Ask a jobseeker what the most challenging and difficult aspects of a job search is, and you are likely to hear different answers, from writing the cover letter to appearing at job interviews and meeting members of the company’s human resources or senior management team.

Some may even say that waiting is the most difficult part, when they do not know whether the next time the phone rings, it will be a notification that they got the job, or just a telemarketer trying to get them to spend their money.

But you may come across several jobseekers who would readily answer that the toughest part for them is writing up their resume.

After all, it is their weapon, their ultimate tool, in order to get their foot in the door, and be considered to have a fighting chance for the rest of the recruitment process.

How to Write a Resume

© | Andrey_Popov

But first, what do you know about the resume?


A resume is a document that jobseekers prepare, containing information about their skills, education and work experience, and submitted to employers or recruitment managers.

It came from the French term résumé, which translates to “summary” or “summarized”. That explains why resumes are often described as short and usually in bullet-point form: because they are summaries.


You can think of your resume as a written advertisement of yourself. It contains the things that you hope will attract the attention of employers, much like how a product advertisement is designed to catch the eye of consumers. Through the resume, you are trying to convince the employer to “buy” you or, to be more specific, your services as an employee.

The resume is essentially a summary detailing your skills, abilities, accomplishments, and work experiences, with the purpose of getting a job.

  • Your resume is the bridge that will link you to your potential employer. Before the recruiter or the employer even meets you in person, their first encounter with you is through your resume. When employers sit down to go over the applications submitted, the first thing they will go over is the resume. Therefore, you have to see to it that you make a good first impression through your resume.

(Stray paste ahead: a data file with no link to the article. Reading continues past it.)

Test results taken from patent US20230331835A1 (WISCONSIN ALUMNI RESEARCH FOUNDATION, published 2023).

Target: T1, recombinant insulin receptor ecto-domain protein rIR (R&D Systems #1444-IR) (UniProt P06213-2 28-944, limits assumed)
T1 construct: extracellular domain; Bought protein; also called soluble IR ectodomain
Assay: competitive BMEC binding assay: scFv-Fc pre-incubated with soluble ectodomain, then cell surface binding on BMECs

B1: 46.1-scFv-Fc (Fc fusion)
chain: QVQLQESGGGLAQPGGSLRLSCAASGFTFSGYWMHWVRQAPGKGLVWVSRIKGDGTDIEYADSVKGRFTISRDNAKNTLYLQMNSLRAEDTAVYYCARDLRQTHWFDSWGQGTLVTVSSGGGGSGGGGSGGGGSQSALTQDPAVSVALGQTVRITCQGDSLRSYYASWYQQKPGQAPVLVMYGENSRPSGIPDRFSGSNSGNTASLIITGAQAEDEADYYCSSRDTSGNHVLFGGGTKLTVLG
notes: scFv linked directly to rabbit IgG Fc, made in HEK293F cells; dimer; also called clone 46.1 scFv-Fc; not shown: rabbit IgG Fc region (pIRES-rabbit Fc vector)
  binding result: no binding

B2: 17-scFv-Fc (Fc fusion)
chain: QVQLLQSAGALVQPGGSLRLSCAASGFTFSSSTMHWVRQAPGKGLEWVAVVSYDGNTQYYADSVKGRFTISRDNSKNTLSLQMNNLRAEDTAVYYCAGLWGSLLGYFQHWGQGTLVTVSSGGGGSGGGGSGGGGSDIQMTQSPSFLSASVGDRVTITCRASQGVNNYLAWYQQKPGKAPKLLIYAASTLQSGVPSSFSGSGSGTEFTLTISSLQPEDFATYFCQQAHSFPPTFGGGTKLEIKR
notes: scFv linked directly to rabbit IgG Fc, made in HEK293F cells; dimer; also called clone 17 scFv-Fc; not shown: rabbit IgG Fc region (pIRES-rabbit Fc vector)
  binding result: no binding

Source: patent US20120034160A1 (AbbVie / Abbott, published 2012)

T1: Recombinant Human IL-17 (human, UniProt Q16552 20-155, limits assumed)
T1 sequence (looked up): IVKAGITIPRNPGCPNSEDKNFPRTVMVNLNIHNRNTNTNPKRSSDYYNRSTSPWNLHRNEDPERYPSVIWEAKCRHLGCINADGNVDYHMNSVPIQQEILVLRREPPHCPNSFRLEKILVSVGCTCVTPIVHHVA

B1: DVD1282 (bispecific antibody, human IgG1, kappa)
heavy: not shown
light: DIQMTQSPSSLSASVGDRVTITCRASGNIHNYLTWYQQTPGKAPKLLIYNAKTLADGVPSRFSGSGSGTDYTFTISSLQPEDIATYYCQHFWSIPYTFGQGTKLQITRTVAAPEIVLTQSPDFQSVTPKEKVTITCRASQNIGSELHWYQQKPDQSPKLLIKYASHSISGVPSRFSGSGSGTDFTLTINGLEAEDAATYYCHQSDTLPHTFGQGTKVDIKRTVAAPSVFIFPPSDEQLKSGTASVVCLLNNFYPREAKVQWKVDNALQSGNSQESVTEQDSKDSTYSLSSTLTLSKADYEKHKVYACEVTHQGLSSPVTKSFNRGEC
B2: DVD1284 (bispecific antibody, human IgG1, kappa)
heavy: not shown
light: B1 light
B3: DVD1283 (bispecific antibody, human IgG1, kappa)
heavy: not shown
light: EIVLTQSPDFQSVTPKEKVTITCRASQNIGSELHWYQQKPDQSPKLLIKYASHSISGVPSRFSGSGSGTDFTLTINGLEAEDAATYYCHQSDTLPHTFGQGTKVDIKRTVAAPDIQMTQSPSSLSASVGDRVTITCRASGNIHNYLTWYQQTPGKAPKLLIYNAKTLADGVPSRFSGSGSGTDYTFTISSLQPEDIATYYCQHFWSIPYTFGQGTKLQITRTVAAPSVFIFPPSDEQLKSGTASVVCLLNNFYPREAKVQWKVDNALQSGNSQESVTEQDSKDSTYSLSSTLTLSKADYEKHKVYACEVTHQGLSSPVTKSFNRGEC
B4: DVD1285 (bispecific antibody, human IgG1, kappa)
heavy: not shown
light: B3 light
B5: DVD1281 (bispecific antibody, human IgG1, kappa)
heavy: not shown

• Your resume represents you. Not only does your resume give the potential employer a glimpse of your background, education, experience and skills, but it also serves as an overall representation of your personality. Look at it from the point of view of the employer. If you have in your hand a resume that looks to be haphazardly put together, completely unstructured and with a lot of spelling and grammatical errors, you will immediately conclude that the person also has that same personality type. Meanwhile, a well-written, well-structured and professional-looking resume also gives the impression that the person who wrote it is also professional, and has the potential of becoming a good employee.
  • Your resume will be a useful tool in preparing for the succeeding steps in the recruitment process. Recruiters will develop many interview questions based on what are written on your resume, so if you are careful about what you include in that document, and you are familiar with it, you will have an easier time answering their questions during the interview.


Before we can proceed to writing a resume, there are a number of things that we have to know about resume. For starters, what type of resume should you write?

1. Chronological Resume

The focus of this type of resume is the work history or work experience of the applicant, so that is the main body of the resume. It includes all the work experience of the candidate, indicating all the positions he has held in the various companies he has previously worked at, and outlining the responsibilities and accomplishments that correspond with each position.

The chronological arrangement is reversed, meaning the most recent information is listed first, and the oldest appears at the bottom of the list.

2. Functional Resume

While the chronological type focuses on experience, the functional resume is more on skills. Here, emphasis is placed on the skills possessed by the applicant, including the transferable skills that he acquired from his previous work experiences.

This is the preferred form for people with gaps in their employment history, so they can call more attention to their skills and abilities, more than the length of time that they have been working, and where they have been working.

3. Hybrid Resume

Combining the key points of the two types of resume will result in the hybrid resume. It gives heavy focus on the skills of the applicants, but presented along with the relevant information about his work experiences, such as job titles, positions, duration of employment, and the like.


Now you are ready to write your resume. Or are you, really?

There is one step you should make before you can fully get the wheels rolling and start writing your resume. That is the preparation stage.

I. Preparing to write your resume

Perform a self-assessment.

You need to determine what to put in your resume when you get around to writing it. Therefore, you should do a self-assessment. Start by writing down your accomplishments and successes so far. Do not limit yourself to work-related successes and accomplishments, because you may also include accomplishments with respect to your personal life. Basically any experience where you were able to learn something or it helped you grow is worth writing down on your self-assessment list.